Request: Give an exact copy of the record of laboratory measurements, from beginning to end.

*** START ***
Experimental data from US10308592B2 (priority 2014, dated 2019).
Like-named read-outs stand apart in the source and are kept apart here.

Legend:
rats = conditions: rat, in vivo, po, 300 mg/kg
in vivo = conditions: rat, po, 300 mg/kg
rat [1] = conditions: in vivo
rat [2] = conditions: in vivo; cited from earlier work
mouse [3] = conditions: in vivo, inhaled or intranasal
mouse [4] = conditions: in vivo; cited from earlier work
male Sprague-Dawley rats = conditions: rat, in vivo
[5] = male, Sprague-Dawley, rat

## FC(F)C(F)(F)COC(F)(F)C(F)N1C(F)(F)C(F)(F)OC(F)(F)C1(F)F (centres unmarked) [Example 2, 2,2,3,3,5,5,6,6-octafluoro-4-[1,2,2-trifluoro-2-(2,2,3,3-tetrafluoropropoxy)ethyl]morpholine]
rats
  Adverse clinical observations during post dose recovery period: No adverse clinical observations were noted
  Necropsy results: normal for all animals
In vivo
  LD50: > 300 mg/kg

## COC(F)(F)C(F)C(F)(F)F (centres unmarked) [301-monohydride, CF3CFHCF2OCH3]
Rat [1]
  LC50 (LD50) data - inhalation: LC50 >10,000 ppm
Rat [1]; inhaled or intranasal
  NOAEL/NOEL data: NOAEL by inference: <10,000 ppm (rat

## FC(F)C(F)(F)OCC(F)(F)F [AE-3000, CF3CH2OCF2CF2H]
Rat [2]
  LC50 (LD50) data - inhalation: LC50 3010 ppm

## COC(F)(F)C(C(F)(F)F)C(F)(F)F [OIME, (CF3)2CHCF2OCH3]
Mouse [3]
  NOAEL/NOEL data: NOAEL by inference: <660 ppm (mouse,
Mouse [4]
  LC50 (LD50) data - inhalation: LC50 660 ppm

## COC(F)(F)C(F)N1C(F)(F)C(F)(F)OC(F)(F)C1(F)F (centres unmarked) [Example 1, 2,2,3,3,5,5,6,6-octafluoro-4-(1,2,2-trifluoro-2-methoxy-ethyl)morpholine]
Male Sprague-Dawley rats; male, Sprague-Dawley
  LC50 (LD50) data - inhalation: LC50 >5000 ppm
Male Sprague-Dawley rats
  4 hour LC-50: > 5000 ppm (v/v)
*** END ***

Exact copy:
Experimental data from US10308592B2 (priority 2014, dated 2019).
Like-named read-outs stand apart in the source and are kept apart here.

Legend:
rats = conditions: rat, in vivo, po, 300 mg/kg
in vivo = conditions: rat, po, 300 mg/kg
rat [1] = conditions: in vivo
rat [2] = conditions: in vivo; cited from earlier work
mouse [3] = conditions: in vivo, inhaled or intranasal
mouse [4] = conditions: in vivo; cited from earlier work
male Sprague-Dawley rats = conditions: rat, in vivo
[5] = male, Sprague-Dawley, rat

## FC(F)C(F)(F)COC(F)(F)C(F)N1C(F)(F)C(F)(F)OC(F)(F)C1(F)F (centres unmarked) [Example 2, 2,2,3,3,5,5,6,6-octafluoro-4-[1,2,2-trifluoro-2-(2,2,3,3-tetrafluoropropoxy)ethyl]morpholine]
rats
  Adverse clinical observations during post dose recovery period: No adverse clinical observations were noted
  Necropsy results: normal for all animals
In vivo
  LD50: > 300 mg/kg

## COC(F)(F)C(F)C(F)(F)F (centres unmarked) [301-monohydride, CF3CFHCF2OCH3]
Rat [1]
  LC50 (LD50) data - inhalation: LC50 >10,000 ppm
Rat [1]; inhaled or intranasal
  NOAEL/NOEL data: NOAEL by inference: <10,000 ppm (rat

## FC(F)C(F)(F)OCC(F)(F)F [AE-3000, CF3CH2OCF2CF2H]
Rat [2]
  LC50 (LD50) data - inhalation: LC50 3010 ppm

## COC(F)(F)C(C(F)(F)F)C(F)(F)F [OIME, (CF3)2CHCF2OCH3]
Mouse [3]
  NOAEL/NOEL data: NOAEL by inference: <660 ppm (mouse,
Mouse [4]
  LC50 (LD50) data - inhalation: LC50 660 ppm

## COC(F)(F)C(F)N1C(F)(F)C(F)(F)OC(F)(F)C1(F)F (centres unmarked) [Example 1, 2,2,3,3,5,5,6,6-octafluoro-4-(1,2,2-trifluoro-2-methoxy-ethyl)morpholine]
Male Sprague-Dawley rats; male, Sprague-Dawley
  LC50 (LD50) data - inhalation: LC50 >5000 ppm
Male Sprague-Dawley rats
  4 hour LC-50: > 5000 ppm (v/v)